Sunday, 02 December 2012 20:38

Tis the season to be religious!

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Forever a source of controversy, religion continues to influence fashion this year and onto next year too. Back in Paris fashion week 2011, we saw designers such as Pucci, Lanvin and Moshino detailing outfits with cross detailing and crucifixes.

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Source www.fabsugar.com

A trend then overstated unforgettably by Versace, on clothing, bags and footwear. A bold trend we have then warn all year emblazed onto our cross t shirts, leggings, accessories and necklaces.

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Versace RTW 2012 source Vogue.com & Lanvin RTW 2012 from Media1.onsugar.com

Indeed religious symbolism has been no stranger to us over the past five years. We only have to look back to Gaultiers wonderful religious inspired Madonna collection in 2007 and we are taken to an angelic depiction of Christmas and then we had Gaga stamping down her take on the trend with her video of Alejandro in 2010. And who cannot forget the surge in interest in Kabbalah bracelets when Madonna wore them, the rise of the popularity of the Rosary beads in 2010 and recent trending and popularity of wearing Sambala bracelets as a fashion accessory. Love it or lothe it, religion is forever a talking point in the world of fashion.

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Gaultier 2007: Christinaceleste.buzznet.com

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Lady Gaga Source: Bing images.com

Right now, we cannot travel the high street far without encountering crucifix cross detailing and, this week I wondered whether we could take the concept of religious fashion any further when I discovered the wonderful work of Beata Gusanka

Taking inspiration from the 1920s with her use of these lovely turban style hats and mixing it up with a bold pallet of colour and eastern travelogue inspired anecdotes, Beata has taken religion to much further faraway places. Showcasing in Designeria Trendy Warsaw recently, (15.11. 2012) Beta assimilated religious figures such as the Pope and Jesus Christ with the shapes and cuts of clothing from the Far East.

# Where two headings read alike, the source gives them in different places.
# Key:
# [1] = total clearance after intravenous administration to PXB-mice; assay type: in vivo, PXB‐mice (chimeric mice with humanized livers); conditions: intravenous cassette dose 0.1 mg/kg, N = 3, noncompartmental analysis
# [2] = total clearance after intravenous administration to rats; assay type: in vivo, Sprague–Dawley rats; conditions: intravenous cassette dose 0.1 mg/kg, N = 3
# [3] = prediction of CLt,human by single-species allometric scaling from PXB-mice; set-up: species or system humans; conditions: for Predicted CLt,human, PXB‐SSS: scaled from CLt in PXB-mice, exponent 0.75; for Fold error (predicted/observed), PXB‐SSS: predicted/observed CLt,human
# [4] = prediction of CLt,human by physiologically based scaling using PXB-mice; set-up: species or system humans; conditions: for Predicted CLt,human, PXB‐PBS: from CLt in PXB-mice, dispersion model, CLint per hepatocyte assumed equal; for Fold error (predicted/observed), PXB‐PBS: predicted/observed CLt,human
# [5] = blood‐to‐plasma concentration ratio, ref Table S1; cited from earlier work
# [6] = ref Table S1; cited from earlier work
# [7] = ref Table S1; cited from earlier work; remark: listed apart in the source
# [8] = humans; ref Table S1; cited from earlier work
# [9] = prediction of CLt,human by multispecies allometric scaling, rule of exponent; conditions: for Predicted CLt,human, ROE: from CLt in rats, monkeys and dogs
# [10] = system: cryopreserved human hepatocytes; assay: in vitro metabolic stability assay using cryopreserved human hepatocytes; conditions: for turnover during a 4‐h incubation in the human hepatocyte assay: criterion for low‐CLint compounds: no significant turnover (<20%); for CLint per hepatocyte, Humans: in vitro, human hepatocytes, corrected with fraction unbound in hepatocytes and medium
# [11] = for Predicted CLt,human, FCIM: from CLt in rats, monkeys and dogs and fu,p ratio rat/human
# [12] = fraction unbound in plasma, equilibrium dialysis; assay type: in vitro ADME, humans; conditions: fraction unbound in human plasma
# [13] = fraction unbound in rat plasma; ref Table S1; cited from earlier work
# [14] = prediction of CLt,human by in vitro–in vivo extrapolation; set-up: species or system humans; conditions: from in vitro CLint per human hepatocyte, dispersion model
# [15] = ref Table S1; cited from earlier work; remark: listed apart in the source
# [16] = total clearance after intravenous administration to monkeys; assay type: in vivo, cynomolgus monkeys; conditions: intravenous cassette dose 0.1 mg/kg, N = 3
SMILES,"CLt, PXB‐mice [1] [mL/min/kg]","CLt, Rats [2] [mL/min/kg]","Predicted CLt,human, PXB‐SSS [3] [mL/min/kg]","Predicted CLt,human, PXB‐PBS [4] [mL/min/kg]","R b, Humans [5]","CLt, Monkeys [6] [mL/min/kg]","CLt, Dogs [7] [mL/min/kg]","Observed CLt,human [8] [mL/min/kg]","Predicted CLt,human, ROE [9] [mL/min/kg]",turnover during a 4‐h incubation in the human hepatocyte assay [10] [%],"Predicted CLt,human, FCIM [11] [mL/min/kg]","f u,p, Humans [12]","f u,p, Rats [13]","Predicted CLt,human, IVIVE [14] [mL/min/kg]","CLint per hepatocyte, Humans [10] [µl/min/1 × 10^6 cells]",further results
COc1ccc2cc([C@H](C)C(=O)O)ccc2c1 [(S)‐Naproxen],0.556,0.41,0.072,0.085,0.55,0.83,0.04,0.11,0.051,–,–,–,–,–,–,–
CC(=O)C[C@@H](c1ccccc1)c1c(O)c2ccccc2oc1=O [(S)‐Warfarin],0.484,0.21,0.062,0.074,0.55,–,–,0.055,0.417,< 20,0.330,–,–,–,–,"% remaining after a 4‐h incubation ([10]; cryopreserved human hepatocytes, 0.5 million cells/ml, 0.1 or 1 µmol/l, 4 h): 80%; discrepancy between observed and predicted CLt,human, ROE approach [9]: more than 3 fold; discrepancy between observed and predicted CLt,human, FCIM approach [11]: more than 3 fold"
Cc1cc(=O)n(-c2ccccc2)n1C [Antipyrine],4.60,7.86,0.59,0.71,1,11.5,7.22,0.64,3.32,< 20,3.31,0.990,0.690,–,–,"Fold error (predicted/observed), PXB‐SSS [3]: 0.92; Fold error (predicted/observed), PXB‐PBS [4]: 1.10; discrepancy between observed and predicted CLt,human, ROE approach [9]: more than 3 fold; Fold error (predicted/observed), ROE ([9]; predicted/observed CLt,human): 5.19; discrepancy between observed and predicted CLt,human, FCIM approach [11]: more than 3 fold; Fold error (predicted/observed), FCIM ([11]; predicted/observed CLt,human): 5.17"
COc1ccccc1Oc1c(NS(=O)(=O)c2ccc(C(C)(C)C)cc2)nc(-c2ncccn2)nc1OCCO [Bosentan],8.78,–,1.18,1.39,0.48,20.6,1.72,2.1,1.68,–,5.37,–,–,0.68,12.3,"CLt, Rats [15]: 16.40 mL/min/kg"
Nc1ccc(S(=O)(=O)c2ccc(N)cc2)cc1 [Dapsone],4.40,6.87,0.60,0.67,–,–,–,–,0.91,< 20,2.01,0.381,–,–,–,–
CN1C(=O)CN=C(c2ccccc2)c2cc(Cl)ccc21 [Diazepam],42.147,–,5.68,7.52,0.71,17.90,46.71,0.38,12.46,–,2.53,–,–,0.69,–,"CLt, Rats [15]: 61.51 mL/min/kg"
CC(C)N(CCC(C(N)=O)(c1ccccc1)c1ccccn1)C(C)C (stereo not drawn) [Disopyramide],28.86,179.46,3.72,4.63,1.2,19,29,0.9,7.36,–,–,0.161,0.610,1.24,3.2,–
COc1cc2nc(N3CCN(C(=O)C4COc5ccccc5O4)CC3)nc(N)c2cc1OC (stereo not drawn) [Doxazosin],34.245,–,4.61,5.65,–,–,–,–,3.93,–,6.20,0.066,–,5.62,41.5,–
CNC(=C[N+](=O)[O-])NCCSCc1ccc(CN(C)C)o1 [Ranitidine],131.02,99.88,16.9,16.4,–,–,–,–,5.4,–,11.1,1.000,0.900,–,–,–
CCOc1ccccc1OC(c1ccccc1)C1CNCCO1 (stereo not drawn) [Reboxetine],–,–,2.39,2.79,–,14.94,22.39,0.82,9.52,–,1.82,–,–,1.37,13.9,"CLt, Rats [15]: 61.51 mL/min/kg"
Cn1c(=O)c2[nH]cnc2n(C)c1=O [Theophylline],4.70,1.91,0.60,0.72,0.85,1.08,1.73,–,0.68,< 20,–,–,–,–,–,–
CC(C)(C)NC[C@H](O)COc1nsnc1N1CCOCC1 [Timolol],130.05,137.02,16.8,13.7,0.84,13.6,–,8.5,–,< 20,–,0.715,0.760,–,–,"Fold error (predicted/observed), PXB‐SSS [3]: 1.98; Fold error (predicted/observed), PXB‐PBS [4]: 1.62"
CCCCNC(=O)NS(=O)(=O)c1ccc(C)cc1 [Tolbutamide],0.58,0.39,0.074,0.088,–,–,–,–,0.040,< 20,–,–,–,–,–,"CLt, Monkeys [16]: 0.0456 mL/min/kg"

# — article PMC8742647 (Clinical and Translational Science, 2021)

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 Photo by Marcin Wisniewski

Using a regal pallet of gold's, navy and red, this outfit stuck me as a key piece in her collection. I particularly like the way the hat and the beads take a more subtle and wearable take on the print contrasting trend we have seen this year. I am equally loving the opulent use of silk and images of travel to the far east this outfit conger's up. Travel to far away Islamic places continued to be a theme running through this collection and was exhibited in the ingenious re modelling of Kaftan cuts and Jallebas.

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Photo by Marcin Wisniewski

Evoking memories of Christmas of yesteryear, in contrast, this wonderful green ensemble almost congers up the smell of pine and fir with the use of this necklace, to me appearing to take inspiration from the type of fifties decorations my Nan used to hang around the Christmas tree. And as for the last outfit, what can I say but 'Russian Kaftan princess meets religion! I love the cheeky use of cherries on this beautiful turquoise kaftan and the way the hood and the more casual form take religion to street wear. Well done Beata for celebrating the diversity of religion culture and for daringly taking it much further to faraway places and new territory. 

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